Chromecast debuted in 2013, offering users the ability to plug a USB device into their HDMI outlet and syncing their phone or tablet to their television, streaming Web content, movies and TV shows into their living room television in HD. The Chromecast itself cost just $30. However, unless a user’s provider had codecs specifically compatible with Chromecast, getting the TV to display anything else was rather difficult.
In particular, users had to jump through hoops to get YouTube to work on their Chromecast. However, this may become a problem of the past because Google has quietly added YouTube to Chromecast. Now, users of Chromecast can stream YouTube videos without having to view them through a specially compatible browser, since the device now supports functionality from the popular video site.
Currently, the only clips that won't work with Chromecast are very limited. Private footage and live streams, for example, do not work on Chromecast, but thankfully these types of videos are actually quite rare in the first place. In addition, videos that are listed for use on desktops only are also prohibited, but that's a given considering that Chromecast is not a full computer in itself.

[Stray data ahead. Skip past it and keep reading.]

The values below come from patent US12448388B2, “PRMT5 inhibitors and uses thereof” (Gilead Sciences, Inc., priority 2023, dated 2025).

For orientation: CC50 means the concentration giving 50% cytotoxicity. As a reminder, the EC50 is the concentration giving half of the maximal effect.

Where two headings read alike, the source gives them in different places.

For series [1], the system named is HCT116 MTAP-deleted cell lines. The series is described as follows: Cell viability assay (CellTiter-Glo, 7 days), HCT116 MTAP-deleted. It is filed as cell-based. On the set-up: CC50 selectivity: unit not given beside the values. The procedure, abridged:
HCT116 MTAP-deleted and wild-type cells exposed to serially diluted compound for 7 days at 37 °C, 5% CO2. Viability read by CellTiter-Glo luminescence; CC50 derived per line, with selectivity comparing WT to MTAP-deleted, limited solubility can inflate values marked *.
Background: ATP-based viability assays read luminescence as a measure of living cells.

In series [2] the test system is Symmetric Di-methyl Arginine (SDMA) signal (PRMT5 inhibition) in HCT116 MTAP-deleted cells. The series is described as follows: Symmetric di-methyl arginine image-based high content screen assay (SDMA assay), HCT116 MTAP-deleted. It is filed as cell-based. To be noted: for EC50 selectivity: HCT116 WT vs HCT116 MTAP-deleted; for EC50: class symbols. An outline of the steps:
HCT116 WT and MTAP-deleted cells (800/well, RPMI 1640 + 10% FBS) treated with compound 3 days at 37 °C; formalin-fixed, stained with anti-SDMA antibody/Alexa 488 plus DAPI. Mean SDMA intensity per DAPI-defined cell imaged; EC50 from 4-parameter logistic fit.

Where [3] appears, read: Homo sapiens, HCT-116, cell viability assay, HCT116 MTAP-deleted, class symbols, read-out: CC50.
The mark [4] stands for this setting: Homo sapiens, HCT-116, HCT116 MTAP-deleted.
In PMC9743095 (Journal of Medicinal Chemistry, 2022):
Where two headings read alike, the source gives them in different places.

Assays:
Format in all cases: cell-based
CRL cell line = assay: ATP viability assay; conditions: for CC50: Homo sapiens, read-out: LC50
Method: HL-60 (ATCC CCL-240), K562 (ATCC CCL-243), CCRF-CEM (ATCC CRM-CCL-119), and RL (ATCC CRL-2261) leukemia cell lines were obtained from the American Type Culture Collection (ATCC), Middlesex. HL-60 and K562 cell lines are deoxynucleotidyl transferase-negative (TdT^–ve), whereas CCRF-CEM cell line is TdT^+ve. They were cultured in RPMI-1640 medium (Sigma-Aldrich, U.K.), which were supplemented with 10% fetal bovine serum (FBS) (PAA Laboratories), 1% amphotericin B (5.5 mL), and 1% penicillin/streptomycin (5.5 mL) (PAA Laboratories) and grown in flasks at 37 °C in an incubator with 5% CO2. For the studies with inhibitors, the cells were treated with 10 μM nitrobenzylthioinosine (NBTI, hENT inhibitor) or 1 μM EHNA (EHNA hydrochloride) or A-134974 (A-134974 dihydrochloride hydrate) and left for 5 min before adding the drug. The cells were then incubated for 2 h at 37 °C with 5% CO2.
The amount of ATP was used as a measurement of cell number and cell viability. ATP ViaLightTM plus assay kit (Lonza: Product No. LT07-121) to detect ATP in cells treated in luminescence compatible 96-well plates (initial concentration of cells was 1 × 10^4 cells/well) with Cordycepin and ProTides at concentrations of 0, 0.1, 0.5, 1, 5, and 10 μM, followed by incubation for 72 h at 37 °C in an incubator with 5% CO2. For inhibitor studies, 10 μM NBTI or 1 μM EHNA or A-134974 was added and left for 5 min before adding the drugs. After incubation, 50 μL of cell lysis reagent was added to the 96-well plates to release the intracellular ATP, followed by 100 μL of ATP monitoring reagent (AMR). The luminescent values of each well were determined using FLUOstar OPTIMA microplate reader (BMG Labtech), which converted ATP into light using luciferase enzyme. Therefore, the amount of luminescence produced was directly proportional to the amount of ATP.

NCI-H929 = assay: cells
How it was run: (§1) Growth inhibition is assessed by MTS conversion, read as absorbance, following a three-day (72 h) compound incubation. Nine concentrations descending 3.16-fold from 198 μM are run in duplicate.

What this means is that the concept of a “Smart TV” does not actually require consumers to go out and purchase a brand new television to take advantage of it. New Ultra HD TVs may have internet access in their own right, but currently cost thousands of dollars that the average consumer simply can't afford on impulse. Chromecast, on the other hand, brings almost all of the same advantages for an easily affordable price, meaning that Smart TV will be more accessible to the common public in general. As similar devices emerge, more people will be able to have direct Internet access within their own living room, to enjoy with friends and family.
Edited by Ryan Sartor